Togo’s President Faure Gnassingbé should resign immediately and the African Union (AU) and the Economic Community of West African States (ECOWAS) should persuade him to step down, Gambia’s Foreign Minister Ousainou Darboe has said.
Darboe’s comments, during an interview with the news agency Reuters, are an early sign that opinion is shifting against Gnassingbé who took power in 2005 following the death of his father who ruled from 1967.
Former Nigerian President Olusegun Obasanjo had also in September made a veiled call for the Togolese leader to step down from office. “I believe whatever he (Gnassingbé) has to do in terms of development, whatever ideas he has, he must have exhausted them by now, unless he has something new that we do not know,” Obasanjo told the BBC.
On the question of whether the 52-year-old Togolese leader should step down as demanded by protesters, Obasanjo said, “I believe he should have a new constitution that will have limits to the number of terms that anybody can be president and he should abide by that”.
Togo faces a political crisis in which at least ten have died since August.
“The numerical and geographical extent of the protests against the government of Faure Gnassingbé, which have taken place in all regions of Togo, including the historically pro-government north of the country, and in several capital cities across the world, is virtually unprecedented,” noted Mathias Hounkpe, Programme Manager at the Open Society Initiative for West Africa.
The opposition demands a return to the 1992 constitution which imposes term limits on the presidency.
The president’s father, Eyadema, ruled for 38 years until his death in 2005. Gnassingbé has been in power for 12 years and has three more years on his current and third term.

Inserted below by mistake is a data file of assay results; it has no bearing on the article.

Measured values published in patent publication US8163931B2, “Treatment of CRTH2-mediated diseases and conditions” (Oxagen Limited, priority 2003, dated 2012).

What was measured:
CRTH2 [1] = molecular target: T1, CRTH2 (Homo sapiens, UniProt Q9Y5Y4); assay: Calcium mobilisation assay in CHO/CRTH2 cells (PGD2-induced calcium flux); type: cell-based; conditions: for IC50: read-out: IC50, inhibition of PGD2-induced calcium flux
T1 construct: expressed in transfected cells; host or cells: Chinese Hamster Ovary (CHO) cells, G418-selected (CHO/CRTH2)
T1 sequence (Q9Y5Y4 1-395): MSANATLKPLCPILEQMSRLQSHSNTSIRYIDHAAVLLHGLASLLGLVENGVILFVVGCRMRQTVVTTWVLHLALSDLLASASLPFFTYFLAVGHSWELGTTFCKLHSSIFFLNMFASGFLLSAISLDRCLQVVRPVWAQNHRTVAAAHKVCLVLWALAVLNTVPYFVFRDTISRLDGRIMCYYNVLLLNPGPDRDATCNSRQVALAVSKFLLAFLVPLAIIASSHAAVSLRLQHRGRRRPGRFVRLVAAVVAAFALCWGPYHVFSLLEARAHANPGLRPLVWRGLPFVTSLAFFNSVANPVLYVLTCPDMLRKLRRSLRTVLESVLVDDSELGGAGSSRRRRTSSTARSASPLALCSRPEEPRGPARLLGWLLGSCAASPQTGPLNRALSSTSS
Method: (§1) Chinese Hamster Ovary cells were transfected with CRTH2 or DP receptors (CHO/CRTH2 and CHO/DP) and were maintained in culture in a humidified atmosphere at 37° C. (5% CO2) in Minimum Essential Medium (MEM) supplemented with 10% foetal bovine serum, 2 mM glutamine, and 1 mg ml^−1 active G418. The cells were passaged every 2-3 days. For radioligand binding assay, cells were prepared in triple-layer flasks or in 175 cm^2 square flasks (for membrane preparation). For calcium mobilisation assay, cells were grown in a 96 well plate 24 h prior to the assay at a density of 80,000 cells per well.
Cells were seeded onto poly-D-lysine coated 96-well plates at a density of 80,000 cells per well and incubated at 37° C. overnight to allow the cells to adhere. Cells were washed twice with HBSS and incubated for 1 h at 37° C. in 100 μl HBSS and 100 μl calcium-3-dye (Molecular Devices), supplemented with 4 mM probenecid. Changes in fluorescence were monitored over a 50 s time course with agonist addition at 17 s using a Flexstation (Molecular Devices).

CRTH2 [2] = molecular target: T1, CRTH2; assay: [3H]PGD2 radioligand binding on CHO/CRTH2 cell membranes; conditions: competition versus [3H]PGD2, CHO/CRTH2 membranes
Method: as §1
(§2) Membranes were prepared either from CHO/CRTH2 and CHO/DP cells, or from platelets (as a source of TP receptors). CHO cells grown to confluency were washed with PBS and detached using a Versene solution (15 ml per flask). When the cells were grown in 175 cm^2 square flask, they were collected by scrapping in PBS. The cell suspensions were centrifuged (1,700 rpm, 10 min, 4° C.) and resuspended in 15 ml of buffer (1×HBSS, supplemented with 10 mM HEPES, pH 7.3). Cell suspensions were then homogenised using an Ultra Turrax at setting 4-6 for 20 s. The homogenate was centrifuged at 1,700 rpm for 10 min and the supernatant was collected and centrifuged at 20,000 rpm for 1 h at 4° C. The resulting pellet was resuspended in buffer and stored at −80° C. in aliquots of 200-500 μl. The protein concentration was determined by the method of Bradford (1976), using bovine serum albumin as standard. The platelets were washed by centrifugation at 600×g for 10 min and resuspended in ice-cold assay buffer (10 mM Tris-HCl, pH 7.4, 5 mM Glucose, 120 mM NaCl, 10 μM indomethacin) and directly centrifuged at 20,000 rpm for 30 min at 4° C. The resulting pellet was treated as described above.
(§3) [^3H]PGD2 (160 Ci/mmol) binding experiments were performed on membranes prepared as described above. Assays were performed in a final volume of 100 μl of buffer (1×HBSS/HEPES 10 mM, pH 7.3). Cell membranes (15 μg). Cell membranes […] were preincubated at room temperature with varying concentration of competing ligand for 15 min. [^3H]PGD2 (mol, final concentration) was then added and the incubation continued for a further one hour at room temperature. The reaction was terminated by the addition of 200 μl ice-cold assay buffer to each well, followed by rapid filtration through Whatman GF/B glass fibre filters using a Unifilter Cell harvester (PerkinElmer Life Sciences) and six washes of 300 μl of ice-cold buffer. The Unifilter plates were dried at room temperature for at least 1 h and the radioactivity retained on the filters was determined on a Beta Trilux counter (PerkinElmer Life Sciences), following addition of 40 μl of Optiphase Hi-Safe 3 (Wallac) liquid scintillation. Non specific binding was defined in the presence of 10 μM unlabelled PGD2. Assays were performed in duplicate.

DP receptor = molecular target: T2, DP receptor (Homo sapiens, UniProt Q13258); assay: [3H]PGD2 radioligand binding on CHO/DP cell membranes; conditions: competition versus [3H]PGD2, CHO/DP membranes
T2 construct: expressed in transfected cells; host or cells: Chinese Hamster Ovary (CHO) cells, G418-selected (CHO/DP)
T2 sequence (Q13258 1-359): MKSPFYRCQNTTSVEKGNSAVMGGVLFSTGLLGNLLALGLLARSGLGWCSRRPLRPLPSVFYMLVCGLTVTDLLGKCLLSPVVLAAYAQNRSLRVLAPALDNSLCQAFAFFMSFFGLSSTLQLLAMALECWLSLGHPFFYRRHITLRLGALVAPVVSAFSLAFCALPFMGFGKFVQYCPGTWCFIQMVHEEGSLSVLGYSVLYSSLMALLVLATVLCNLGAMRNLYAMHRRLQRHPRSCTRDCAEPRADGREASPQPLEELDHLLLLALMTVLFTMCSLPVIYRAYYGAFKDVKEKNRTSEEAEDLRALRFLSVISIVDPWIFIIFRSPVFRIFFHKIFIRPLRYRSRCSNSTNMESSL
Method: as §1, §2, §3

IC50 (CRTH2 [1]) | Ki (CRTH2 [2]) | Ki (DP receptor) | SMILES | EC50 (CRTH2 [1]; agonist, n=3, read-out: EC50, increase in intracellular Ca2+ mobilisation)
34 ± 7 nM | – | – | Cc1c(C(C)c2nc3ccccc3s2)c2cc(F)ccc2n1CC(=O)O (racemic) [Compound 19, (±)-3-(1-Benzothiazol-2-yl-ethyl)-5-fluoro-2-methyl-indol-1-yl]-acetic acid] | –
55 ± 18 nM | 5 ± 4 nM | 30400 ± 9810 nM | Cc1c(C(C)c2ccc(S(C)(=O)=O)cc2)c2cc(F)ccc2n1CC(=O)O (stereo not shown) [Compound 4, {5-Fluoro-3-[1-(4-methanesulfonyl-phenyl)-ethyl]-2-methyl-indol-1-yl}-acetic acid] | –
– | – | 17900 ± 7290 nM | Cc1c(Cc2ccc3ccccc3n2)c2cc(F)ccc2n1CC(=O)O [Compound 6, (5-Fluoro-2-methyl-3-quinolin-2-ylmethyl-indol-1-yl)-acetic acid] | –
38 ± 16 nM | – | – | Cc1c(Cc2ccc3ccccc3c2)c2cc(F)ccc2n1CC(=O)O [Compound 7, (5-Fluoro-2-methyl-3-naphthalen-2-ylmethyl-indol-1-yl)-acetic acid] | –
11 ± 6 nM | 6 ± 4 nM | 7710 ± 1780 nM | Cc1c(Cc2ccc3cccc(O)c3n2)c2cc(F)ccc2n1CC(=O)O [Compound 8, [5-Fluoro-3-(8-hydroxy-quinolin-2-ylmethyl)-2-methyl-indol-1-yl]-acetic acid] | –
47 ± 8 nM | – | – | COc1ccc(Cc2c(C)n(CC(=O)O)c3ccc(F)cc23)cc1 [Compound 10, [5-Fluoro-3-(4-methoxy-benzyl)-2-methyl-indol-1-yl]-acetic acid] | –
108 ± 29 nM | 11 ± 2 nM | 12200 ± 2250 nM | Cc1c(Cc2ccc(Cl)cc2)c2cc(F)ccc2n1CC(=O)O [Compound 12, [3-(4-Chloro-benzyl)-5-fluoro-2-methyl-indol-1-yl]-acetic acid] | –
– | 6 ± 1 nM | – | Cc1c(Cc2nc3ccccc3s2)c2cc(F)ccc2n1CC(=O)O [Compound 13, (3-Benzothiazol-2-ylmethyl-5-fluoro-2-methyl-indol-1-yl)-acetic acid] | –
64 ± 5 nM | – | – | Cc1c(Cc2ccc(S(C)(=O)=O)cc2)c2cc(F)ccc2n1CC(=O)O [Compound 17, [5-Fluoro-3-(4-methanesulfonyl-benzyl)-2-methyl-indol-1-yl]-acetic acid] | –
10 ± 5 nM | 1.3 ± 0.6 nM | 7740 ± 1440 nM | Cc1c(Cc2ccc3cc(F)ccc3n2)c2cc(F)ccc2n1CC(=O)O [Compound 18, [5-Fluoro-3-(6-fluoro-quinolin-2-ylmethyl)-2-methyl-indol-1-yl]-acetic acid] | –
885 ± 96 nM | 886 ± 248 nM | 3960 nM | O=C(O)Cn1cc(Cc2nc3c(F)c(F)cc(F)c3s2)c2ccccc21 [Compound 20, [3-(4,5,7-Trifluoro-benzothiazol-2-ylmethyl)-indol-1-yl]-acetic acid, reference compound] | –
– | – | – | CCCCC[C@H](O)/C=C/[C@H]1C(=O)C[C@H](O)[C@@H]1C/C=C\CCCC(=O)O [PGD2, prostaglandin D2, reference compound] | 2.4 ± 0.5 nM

In September, the Togolese government put draft constitutional revisions, including the restoration of the two-term limit, to parliament. But without making the restriction retroactive, which means Gnassingbé could stay in power, and even run for re-election in 2020, and again in 2025. The way the opposition sees it, the reintroduction of the limit should mean the president would have to leave office immediately, bringing an end to what they call the Gnassingbé dynasty.
International observers say the credibility of regional bodies, such as ECOWAS, the AU and the United Nations Office for West Africa and the Sahel (UNOWAS), is at stake in the Togo crisis. Until now these bodies have failed to bring the protagonists closer together or ease tensions. The situation is complicated for ECOWAS as President Gnassingbé is the current chairman of the conference of heads of state of the sub-regional group.
“If the unrest continues, the credibility of ECOWAS (and to a certain extent that of the AU and UNOWAS as well), which won praise for its role in Gambia’s crisis early this year, would be dented,” says Hounkpe.